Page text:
Child Care Now-October 2014

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October 2014

In the News:



SIDS Awareness Month

Spend some time this month learning safe and healthy sleeping habits to prevent Sudden Infant Death Syndrome (SIDS). Find more information on SIDS, as well as resources to build awareness and identify risk factors, here.


Quote of the Month: 


"Play is often talked about as if it were a relief from serious learning.  But for children play is serious learning.  Play is really the work of childhood."  

-Fred Rogers



Find out more about GSA Child Care:

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Hoot, Hoot, Hooray!

UDSA Woodsy

Woodsy Owl and Smokey Bear joined us last month for the ribbon cutting at the new USDA Child Care Center in the Forest Service, Yates Building in Washington DC.  The center design takes advantage of the building’s historic bones maintaining many original architectural features.  Tucked in a corner location the center has rooms filled with light from windows on 2 and 3 sides, off street drop off parking and adjacent shaded outdoor play space. Thanks to the many, many, many hands that are required to bring this kind of project to fruition.  Special shout out to our GSA child care staff: Ania Shapiro, Pam Ray and Leo Bonner who spent many happy hours on every detail.   And thanks to our champions Agriculture Secretary Tom Vilsack and GSA Administrator Dan Tangerlini.  The center is managed by CCLC and cares for up to 80 children.

Pictured left to right: Woodsy Owl, U.S. Department of Agriculture (USDA) Forest Service (FS) Chief Tom Tidwell, USDA Child Development Center Director LaTonya Brown, General Services Administration (GSA) Administrator Dan Tangherlini, USDA Secretary Tom Vilsack, Deputy Secretary Krysta Harden, Assistant Secretary for Departmental Management Gregory Parham, Deputy Chief of Staff to the Secretary Oscar Gonzales, PBS Commissioner Norm Dong, GSA NCR Regional Administrator Julia Hudson, and PBS Regional Commissioner Darren Blue

USDA ribbon cutting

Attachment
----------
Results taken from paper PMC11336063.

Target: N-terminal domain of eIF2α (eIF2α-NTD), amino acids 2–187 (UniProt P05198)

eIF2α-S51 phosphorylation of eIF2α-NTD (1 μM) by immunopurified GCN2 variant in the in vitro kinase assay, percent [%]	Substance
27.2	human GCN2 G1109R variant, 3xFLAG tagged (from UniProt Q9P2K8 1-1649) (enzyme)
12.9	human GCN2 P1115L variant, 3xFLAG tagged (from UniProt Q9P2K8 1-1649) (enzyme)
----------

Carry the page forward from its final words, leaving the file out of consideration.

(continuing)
USDA photo by Lance Cheung

October is Fire Protection Month

FEMA’s U.S. Fire Administration teamed up with Sesame Street on a fire prevention curriculum for preschoolers. Order or download a copy of music, coloring activities and a  poster.

The National Fire Protection Association (NFPA) offers resources for teachers and parents such as games, music videos, poems, escape plan grids and home safety checklists:

Don’t miss out on news from Sparky the Fire Dog! Sign up for Safety Source, NFPA’s public education newsletter today.

sparky fire dog
Sparky graphic reproduced from NFPA's Fire Prevention Week website, ©2014 NFPA

In the Spotlight

Region 7

Young Stars Child Development Center in Dallas, TX hosted “Come Grow with me Garden”.  This open house hosted by the center brought all of the families together to create a beautiful garden area.  This was an opportunity to develop the center’s community and provide a way for the children to explore and enhance their nature curriculum. This garden will teach the children to develop a sense of responsibility by caring for their plants while watching their garden grow.

Young Stars gardening

Board Business

Building a Child Care Board is no easy task!  The Non-profit center at LaSalle University gives these tips for Recruiting new members:

  1. Have a real job description – not just a list of responsibilities.
  2. Maintain a current, strategic profile of what you have and what you need in board members and maintain the board recruitment process all year long.
  3. Share as much information as possible and honestly during the recruitment process.
  4. Conduct real interviews with each candidates; not just tours or social presentations.
  5. Don’t go begging – make it a selective competitive process to be invited to your board so that service is seem as as an honor and a privilege.
  6. Check references or at least make service on one of your committees a prerequisite for board service so you can witness for yourselves how the person works — does he/she follow-through on promises, is she/he accountable, play well with other?
  7. Make it clear to the candidate why you want him or her — what is it in the person that you value and want and need on your board.
  8. Do not hesitate to say no, thank you, if you determine this person isn’t right for your board right now; you should have committees on which that person can serve instead.
  9. Let a candidate know up front what the expected time commitment is, including meetings, work done in between meetings, how much the expected give is, whether volunteering is an expectation, etc.
  10. Don’t make your organization look better – or worse – than it is. Give an accurate picture of the organization, warts and all, what is on the horizon.  In other words, share the strategic plan with the candidates.

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